The United States is only option for resettling asylum seekers and Labor will struggle to find somewhere else to take them, Home Affairs Minister Peter Dutton says.
But Labor leader Bill Shorten says the government has ignored New Zealand's offer to take people and hasn't tried hard enough to find other countries..
Mr Dutton cast doubt on Labor's plan to negotiate with new third countries to take asylum seekers stuck on Manus Island and Nauru, as the government is "constantly" trying to find new places to send them.
"There are no prospective cases," Mr Dutton told reporters in Canberra on Wednesday.
"You can go to Europe at the moment and if you can get a deal out of a European nation to take our people from Australia or wherever it might be, let me know about it.
"We have a people smuggling ambassador, we have a whole effort with Operation Sovereign Borders, within DFAT, within my department of Home Affairs.
"We're constantly, in detailed fashion, talking to third countries. The United States is it."
Mr Shorten said the United States deal was a good one, and Australia can have strong borders.
"(But) that doesn't mean you keep people in indefinite detention on Manus and Nauru because the government of the day is too lazy to negotiate resettlement arrangements with other countries," he told reporters.
"Just because the government has failed, doesn't mean we should accept their failure as our benchmark."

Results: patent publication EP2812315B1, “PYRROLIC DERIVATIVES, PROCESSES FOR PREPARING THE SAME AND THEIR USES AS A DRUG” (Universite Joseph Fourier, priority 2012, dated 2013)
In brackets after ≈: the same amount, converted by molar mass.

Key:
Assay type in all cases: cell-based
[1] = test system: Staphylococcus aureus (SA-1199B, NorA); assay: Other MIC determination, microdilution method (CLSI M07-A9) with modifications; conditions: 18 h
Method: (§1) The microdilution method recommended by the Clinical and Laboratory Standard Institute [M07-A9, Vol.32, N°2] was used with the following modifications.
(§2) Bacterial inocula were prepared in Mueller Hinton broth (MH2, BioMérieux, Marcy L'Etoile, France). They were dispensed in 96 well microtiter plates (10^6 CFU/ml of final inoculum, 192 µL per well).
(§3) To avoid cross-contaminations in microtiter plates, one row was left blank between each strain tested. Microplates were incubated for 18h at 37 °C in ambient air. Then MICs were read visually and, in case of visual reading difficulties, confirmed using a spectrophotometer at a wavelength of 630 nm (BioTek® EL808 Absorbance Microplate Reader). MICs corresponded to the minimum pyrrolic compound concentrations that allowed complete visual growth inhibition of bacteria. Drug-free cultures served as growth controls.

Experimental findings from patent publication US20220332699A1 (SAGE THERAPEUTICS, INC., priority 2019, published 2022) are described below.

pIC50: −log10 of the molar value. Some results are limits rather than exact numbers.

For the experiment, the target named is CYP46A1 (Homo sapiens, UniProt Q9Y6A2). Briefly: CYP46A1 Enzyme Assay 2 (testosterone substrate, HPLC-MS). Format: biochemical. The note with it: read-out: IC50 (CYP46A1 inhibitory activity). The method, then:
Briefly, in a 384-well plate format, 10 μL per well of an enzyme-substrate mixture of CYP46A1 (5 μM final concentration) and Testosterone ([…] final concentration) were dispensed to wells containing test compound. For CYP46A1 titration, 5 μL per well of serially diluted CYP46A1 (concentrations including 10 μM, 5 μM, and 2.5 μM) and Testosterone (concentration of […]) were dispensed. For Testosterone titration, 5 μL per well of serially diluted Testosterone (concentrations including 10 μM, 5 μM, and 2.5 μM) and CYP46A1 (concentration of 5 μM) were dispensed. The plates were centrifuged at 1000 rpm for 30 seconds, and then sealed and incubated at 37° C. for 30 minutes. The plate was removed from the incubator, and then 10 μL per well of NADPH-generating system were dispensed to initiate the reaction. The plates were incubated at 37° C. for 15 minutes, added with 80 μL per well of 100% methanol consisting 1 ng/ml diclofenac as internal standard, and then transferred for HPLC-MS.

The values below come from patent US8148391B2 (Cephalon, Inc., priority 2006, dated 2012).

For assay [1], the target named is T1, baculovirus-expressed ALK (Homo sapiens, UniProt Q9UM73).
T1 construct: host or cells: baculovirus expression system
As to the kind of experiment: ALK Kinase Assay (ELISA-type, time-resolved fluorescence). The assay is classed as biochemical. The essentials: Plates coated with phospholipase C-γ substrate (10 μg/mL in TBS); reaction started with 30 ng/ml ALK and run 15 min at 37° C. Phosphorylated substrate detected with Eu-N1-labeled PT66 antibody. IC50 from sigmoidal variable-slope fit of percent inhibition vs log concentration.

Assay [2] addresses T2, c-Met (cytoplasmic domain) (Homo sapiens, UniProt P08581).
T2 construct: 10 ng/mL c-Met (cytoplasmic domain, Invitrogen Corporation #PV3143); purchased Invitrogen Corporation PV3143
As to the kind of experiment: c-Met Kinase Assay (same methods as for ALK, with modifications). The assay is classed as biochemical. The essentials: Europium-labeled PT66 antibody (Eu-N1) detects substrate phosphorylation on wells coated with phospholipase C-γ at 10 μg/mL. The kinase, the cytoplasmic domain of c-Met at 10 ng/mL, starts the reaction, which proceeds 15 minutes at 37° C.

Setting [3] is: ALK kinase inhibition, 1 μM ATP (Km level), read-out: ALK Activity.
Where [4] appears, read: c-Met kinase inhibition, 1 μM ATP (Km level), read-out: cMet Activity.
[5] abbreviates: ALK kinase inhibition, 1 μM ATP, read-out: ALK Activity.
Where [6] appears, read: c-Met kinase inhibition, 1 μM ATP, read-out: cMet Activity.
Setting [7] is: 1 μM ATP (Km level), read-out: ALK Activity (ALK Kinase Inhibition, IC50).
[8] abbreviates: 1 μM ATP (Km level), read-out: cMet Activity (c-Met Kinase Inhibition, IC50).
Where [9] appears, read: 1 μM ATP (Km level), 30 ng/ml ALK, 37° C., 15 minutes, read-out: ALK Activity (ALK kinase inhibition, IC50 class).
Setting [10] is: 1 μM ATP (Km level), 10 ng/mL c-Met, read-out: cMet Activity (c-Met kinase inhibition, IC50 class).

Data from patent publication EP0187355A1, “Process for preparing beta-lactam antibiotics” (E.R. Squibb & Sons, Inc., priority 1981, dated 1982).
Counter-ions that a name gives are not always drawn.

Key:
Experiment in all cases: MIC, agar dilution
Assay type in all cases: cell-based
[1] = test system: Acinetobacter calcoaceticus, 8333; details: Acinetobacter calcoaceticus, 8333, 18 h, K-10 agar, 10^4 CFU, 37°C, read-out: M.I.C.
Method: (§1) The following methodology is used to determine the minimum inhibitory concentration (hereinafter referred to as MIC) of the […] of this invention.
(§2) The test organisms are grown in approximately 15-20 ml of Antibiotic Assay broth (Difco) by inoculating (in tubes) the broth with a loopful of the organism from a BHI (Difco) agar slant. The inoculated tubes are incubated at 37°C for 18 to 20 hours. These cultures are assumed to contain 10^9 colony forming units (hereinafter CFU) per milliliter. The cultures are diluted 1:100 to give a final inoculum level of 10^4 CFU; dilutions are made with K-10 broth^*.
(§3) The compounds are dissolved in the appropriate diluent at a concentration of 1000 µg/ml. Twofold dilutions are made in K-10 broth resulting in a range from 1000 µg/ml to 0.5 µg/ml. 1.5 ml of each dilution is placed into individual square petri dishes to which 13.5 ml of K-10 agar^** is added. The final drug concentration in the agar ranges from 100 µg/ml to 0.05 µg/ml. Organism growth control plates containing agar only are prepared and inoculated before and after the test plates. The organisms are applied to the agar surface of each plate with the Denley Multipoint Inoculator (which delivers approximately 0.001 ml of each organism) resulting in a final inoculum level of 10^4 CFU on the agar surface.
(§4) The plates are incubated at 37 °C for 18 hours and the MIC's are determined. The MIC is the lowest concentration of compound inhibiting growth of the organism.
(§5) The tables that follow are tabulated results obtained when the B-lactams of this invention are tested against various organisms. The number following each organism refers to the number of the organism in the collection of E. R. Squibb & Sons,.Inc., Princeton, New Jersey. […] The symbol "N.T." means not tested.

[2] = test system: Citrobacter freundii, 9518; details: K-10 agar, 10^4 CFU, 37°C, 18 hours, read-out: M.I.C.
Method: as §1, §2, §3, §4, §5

More than 400 asylum seekers have been resettled in the United States, but Mr Dutton says some are refusing to go because they believe they will settle in Australia under a potential Labor government.
Mr Shorten is promising to continue the government's policy of turning back asylum-seekers' boats where it is safe to do so, and continue offshore processing.
"Bill Shorten's quite cute with his words about third countries, all he says is 'oh we'll enter into discussions and negotiations' - no kidding," Mr Dutton said.
"We've done that for the last five years and it's not easy."
Labor's immigration spokesman Shayne Neumann said the New Zealand offer had been on the table since 2013 and the coalition had ignored it.
Labor is trying to amend national security laws to allow for faster medical transfers off Nauru, but Mr Dutton says it will mean the end for offshore processing.
He also confirmed 810 people had been brought to Australia from Nauru for medical treatment, and only a small number had gone back to the island nation.
Australian Associated Press